The problem with tenure (at least in my state – where tenure is created by statute) is that tenure for teachers creates a far, far higher burden to discipline/fire than any other civil servant or union worker faces.

typically, for union employees, the burden is “just cause” and progressive discipline (i.e., is the discipline appropriate for the misconduct / was the employee given a chance to improve his performance). The burden of proving the misconduct and/or poor performance at a hearing or arbitration is usually preponderance of the evidence, which is much lower than “beyond reasonable doubt” required in a criminal trial.

With teachers, while the phrase “just cause” is still usually used, the state agency overseeing the hearings and the courts have made the burden for both proving misconduct or poor performance higher, but have basically said that anything short of murder and it does not justify termination.

so, it is both more difficult to prove a case against a teacher for misconduct or poor performance than it is against any other type of employee, but having the hearing officer/court sustain discipline is nearly impossible.

Nobody has ever put forth a valid, fact-based argument as to why K-12 teachers need greater job protection than any other employee.

As I’ve pointed out before, the tenure system was created to protect college professors who engage in unpopular research or publish unpopular opinions. the idea behind tenure for college professors was to further academic research, which required allowing people to pursue unpopular opinions, etc. (think researching evolution / publishing in support of evolution theory in 1920).

K-12 teachers have never been academic researchers or publishers in this way. Thus, no need for extra protection.

Some people argue the b.s. that teachers are more prone to cronyism or ideological threats than other positions, but that is nonsense with no factual support. Why would teachers be more prone to that then anyone else working in gov’t?

the bottom line is that teachers should have no greater job security than any other employee.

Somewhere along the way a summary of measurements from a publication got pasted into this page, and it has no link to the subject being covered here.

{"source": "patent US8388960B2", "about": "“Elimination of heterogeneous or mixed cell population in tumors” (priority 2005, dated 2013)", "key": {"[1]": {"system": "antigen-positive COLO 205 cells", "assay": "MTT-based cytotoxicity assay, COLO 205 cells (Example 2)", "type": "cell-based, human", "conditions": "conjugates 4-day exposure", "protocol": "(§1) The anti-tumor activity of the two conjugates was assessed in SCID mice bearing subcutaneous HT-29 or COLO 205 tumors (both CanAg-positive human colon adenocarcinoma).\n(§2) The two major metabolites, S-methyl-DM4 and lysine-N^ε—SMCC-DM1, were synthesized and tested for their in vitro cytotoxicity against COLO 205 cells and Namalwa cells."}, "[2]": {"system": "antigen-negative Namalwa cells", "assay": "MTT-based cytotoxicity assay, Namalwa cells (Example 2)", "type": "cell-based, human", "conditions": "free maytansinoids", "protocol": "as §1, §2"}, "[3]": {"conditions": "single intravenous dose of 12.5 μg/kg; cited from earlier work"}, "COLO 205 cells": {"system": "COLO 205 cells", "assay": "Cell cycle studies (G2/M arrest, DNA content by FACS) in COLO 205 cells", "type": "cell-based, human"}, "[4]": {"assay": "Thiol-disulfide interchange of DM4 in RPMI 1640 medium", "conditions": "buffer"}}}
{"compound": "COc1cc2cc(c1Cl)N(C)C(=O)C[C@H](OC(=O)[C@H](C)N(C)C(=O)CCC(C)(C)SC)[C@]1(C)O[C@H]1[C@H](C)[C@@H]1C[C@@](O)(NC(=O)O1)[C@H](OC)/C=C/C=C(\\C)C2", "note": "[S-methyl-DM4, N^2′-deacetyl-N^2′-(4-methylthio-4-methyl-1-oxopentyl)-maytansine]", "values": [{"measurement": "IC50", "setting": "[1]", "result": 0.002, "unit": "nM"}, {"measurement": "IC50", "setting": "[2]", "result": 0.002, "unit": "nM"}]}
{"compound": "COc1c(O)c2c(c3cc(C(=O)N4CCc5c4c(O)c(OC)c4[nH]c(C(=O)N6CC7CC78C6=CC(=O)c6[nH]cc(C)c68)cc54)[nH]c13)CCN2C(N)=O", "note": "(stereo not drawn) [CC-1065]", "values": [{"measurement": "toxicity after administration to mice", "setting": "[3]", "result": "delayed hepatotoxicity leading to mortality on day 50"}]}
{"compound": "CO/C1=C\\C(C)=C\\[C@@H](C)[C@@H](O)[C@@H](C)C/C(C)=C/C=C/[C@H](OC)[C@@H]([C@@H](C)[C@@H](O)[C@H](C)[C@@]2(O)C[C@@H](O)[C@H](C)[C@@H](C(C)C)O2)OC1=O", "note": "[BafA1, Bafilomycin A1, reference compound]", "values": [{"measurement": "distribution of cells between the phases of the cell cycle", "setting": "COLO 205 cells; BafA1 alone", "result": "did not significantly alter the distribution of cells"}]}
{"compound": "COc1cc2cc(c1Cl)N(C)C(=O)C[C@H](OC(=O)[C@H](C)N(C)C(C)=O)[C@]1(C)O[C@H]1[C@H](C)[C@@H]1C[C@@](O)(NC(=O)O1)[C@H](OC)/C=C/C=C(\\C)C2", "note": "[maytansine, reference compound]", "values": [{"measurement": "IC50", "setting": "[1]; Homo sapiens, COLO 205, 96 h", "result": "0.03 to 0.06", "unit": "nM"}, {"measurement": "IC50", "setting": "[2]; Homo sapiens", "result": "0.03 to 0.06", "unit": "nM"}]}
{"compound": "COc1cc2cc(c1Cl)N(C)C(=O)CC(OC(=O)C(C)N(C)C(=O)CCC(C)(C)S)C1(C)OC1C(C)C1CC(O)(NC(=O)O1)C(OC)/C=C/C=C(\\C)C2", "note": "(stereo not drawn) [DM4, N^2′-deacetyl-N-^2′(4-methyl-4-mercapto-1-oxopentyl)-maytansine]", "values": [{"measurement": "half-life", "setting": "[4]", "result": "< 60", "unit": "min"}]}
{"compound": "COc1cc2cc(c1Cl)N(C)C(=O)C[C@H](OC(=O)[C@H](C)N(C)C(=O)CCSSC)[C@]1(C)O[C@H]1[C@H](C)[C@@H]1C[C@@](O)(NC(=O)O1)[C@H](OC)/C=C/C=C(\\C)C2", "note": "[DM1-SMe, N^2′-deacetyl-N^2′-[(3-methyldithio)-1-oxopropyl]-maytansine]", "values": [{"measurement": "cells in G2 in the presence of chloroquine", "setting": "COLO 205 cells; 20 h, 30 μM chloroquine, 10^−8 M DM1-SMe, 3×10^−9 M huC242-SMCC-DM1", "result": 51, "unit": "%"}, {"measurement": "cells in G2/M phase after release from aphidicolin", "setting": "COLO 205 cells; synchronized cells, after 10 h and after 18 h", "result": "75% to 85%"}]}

Now, I’d argue that gov’t workers as a whole have far too great job protection, but that is another argument.

Monkeytoe on October 30, 2014 at 1:41 PM

J.S.K. on October 30, 2014 at 1:13 PM

Ah, I see. So, they use an imprecise and incorrect term to argue that their control of the system which teaches our children logic and language should continue. Masterful, that. (I homeschooled, btw.)

GWB on October 30, 2014 at 1:44 PM

Why would “good” teachers be fired without cause?

Cindy Munford on October 30, 2014 at 1:49 PM

Wasn’t tenure originally for college professors who are required to publish and sometimes what they published was controversial? There is zero reason to grant tenure to public school teachers K-12.

Cindy Munford on October 30, 2014 at 1:51 PM

Your Cerebrum just about had a Stroke from that momentary bout
of well reasoned, conservative thought pattern??

ToddPA on October 30, 2014 at 1:09 PM

I’m not dogmatic…I’m just drawn that way.

I’m not against some form of tenure…or some system that offers some of those benefits to deserving teachers.
Teachers are as frustrated by this as parents…having to work alongside these bad apples. And they’re also not fans of stuff like LIFO.
Brazille’s position and argument is as stubborn as ones held by many on the right.
Then there’s the middle…where you usually find the sense.
Don’t forget who it was that reformed Welfare…

verbaluce on October 30, 2014 at 1:52 PM

I remember Donna being asked a couple of months before the 2008 election who she was going to vote for. Her response was that she hadn’t made up her mind. Black, female, Democrat. I wonder, who did she end up voting for? Twice.

HiJack on October 30, 2014 at 1:56 PM

Why would “good” teachers be fired without cause?

Cindy Munford on October 30, 2014 at 1:49 PM

And there are ways to offer protection from that. It doesn’t require a tenure system.

verbaluce on October 30, 2014 at 1:56 PM

She should find some other type of work. Donna fatigue has set in.